The term "Peloponnesian War " was never used by Thucydides, by far its major historian: that the term is all but universally used today is a reflection of the Athens-centric sympathies of modern historians. As prominent historian J. B. Bury remarks, the Peloponnesians would have considered it the "Attic War".The Peloponnesian War reshaped the ancient Greek world. On the level of international relations, Athens, the strongest city-state in Greece prior to the war's beginning, was reduced to a state of near-complete subjection, while Sparta became established as the leading power of Greece. The economic costs of the war were felt all across Greece; poverty became widespread in the Peloponnese, while Athens found itself completely devastated, and never regained its pre-war prosperity. The war also wrought subtler changes to Greek society; the conflict between democratic Athens and oligarchic Sparta, each of which supported friendly political factions within other states, made civil war a common occurrence in the Greek world.

Ancient Greek warfare, meanwhile, originally a limited and formalized form of conflict, was transformed into an all-out struggle between city-states, complete with atrocities on a large scale. Shattering religious and cultural taboos, devastating vast swathes of countryside, and destroying whole cities, the Peloponnesian War marked the dramatic end to the fifth century BC and the golden age of Greece.The Peloponnesian War was soon followed by the Corinthian War (394-386 BC), which, although it ended inconclusively, helped Athens regain a little of its former greatness.

Pericles

Pericles (; Attic Greek: Περικλῆς Periklēs, pronounced [pe.ri.klɛ̂ːs] in Classical Attic; c. 495 – 429 BC) was a prominent and influential Greek statesman, orator and general of Athens during its golden age – specifically the time between the Persian and Peloponnesian wars. He was descended, through his mother, from the powerful and historically influential Alcmaeonid family. Pericles had such a profound influence on Athenian society that Thucydides, a contemporary historian, acclaimed him as "the first citizen of Athens". Pericles turned the Delian League into an Athenian empire, and led his countrymen during the first two years of the Peloponnesian War. The period during which he led Athens, roughly from 461 to 429 BC, is sometimes known as the "Age of Pericles", though the period thus denoted can include times as early as the Persian Wars, or as late as the next century.

Pericles promoted the arts and literature; it is principally through his efforts that Athens acquired the reputation of being the educational and cultural center of the ancient Greek world. He started an ambitious project that generated most of the surviving structures on the Acropolis (including the Parthenon). This project beautified and protected the city, exhibited its glory, and gave work to the people. Pericles also fostered Athenian democracy to such an extent that critics call him a populist. He, along with several members of his family, succumbed to the Plague of Athens in 429 BC, which weakened the city-state during a protracted conflict with Sparta.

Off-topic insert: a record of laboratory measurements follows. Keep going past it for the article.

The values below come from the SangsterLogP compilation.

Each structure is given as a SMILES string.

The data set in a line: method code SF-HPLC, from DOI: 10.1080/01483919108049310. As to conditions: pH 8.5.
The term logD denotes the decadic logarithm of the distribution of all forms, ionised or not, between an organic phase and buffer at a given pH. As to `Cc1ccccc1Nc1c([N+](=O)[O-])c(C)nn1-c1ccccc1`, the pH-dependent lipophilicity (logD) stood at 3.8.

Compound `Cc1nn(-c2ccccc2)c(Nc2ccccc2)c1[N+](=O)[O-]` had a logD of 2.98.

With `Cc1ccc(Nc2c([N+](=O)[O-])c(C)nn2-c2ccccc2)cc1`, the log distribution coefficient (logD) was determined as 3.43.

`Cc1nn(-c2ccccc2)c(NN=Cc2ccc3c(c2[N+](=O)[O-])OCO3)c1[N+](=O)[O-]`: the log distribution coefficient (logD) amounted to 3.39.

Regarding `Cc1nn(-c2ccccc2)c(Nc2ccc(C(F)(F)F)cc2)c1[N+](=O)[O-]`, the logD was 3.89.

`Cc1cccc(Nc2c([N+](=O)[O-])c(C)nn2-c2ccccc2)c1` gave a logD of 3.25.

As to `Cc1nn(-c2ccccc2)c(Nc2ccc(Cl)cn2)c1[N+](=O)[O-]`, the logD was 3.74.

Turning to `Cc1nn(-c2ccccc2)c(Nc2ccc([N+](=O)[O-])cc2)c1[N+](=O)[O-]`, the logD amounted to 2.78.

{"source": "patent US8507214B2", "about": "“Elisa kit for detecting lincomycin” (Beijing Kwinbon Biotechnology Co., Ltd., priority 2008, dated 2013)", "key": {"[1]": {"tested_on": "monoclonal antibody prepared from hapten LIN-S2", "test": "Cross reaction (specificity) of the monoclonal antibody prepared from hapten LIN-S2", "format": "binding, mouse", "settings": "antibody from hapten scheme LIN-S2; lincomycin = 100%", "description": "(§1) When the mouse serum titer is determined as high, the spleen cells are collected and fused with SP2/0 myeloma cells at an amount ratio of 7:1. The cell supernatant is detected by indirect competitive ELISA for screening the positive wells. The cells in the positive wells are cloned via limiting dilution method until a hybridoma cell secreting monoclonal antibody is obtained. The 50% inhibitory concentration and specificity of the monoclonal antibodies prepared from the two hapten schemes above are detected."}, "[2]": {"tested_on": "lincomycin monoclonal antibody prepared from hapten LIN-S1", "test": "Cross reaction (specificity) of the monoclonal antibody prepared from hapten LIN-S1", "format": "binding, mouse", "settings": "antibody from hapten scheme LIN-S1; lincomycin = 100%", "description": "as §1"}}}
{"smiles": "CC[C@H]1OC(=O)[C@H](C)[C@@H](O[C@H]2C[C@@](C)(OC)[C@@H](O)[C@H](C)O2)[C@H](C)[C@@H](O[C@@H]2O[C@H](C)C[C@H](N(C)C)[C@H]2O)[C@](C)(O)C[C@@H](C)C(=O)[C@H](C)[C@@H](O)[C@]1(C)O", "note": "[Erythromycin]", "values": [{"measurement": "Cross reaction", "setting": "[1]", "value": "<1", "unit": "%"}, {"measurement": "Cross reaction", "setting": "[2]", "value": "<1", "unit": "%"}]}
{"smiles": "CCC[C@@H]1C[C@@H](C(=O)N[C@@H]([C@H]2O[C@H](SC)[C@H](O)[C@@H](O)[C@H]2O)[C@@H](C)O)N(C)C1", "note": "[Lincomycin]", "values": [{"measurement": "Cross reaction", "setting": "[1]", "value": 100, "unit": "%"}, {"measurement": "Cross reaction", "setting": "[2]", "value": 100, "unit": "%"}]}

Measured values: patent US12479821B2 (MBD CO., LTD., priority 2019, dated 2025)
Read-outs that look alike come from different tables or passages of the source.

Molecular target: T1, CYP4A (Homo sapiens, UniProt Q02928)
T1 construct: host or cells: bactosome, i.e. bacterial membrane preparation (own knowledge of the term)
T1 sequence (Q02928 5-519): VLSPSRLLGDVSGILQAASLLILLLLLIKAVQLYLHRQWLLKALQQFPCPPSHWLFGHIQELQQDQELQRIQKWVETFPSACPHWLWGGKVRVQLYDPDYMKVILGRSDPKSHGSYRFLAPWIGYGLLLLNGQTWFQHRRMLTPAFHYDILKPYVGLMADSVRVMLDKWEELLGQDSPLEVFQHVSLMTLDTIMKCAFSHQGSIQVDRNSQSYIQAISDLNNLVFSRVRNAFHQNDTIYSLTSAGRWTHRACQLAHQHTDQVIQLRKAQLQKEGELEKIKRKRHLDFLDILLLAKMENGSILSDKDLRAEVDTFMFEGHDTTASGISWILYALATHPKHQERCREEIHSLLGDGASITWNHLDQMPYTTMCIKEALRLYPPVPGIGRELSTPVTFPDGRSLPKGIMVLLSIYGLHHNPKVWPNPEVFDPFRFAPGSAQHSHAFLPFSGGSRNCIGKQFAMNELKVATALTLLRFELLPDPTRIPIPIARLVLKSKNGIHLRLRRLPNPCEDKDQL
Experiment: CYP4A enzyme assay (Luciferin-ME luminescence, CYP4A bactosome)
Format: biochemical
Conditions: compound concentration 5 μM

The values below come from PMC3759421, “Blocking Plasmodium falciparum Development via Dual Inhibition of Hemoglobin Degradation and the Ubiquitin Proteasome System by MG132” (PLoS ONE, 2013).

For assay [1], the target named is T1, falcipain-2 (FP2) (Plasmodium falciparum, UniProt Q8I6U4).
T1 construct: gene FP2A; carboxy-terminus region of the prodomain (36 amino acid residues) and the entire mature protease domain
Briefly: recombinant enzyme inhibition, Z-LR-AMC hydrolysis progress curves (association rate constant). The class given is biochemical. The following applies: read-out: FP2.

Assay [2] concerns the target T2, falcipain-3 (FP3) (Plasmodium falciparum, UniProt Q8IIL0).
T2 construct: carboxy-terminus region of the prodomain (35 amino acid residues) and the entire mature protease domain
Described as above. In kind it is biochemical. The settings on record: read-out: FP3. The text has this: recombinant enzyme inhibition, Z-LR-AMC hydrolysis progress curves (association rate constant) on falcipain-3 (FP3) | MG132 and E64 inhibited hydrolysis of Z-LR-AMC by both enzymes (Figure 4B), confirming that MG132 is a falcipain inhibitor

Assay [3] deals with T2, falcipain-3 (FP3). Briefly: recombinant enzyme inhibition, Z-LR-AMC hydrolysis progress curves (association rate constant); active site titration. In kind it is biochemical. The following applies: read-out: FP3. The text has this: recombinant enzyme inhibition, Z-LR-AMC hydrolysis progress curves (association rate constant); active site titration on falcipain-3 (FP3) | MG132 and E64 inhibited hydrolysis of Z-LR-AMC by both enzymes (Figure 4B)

Plague of Athens

The Plague of Athens (Ancient Greek: Λοιμός τῶν Ἀθηνῶν Loimos tôn Athênôn) was an epidemic that devastated the city-state of Athens in ancient Greece during the second year of the Peloponnesian War (430 BC) when an Athenian victory still seemed within reach. It is believed to have entered Athens through Piraeus, the city's port and sole source of food and supplies. Much of the eastern Mediterranean also saw outbreak of the disease, albeit with less impact. The plague returned twice more, in 429 BC and in the winter of 427/426 BC. Some 30 pathogens have been suggested as causing the plague.

Sidussa

Sidussa (Ancient Greek: Σίδουσσα or Σιδούσση) was a small town of Ionia, belonging to the territory of Erythrae, noted by Thucydides as a strong place, like Pteleum. Pliny the Elder describes it as an island off the coast of Erythrae. It is probable that the place also bore the name of Sidus (Σιδοῦς), as Stephanus of Byzantium mentions a town of this name in the territory of Erythrae.Sidussa was a member of the Delian League since it is mentioned in tribute records to Athens at least between the years 450/49 and 430/29 BCE.Thucydides places it in the territory of Erythrae and says that, like Pteleum it was a fortified place that was used by the Athenian army under the command of Leon and Diomedon to attack positions on Chios in the year 412 BCE.Sidussa's location is tentatively accepted as at Büyük Ada.

Teichiussa

Teichiussa or Teichioussa (Ancient Greek: Τειχιοῦσσα) was a town of ancient Caria or of Ionia in the territory of Miletus, and according to Thucydides, a possession of the latter city. It was a polis (city-state) and a member of the Delian League. During the Peloponnesian War, the Spartans struck at Iasos from here.Its site is located near Kazıklı, Asiatic Turkey.

Thucydides, son of Melesias

Thucydides, son of Melesias (; Greek: Θουκυδίδης) was a prominent politician of ancient Athens and the leader for a number of years of the powerful conservative faction. While it is likely he is related to the later historian and general Thucydides, son of Olorus, the details are uncertain; maternal grandfather and grandson fits the available evidence.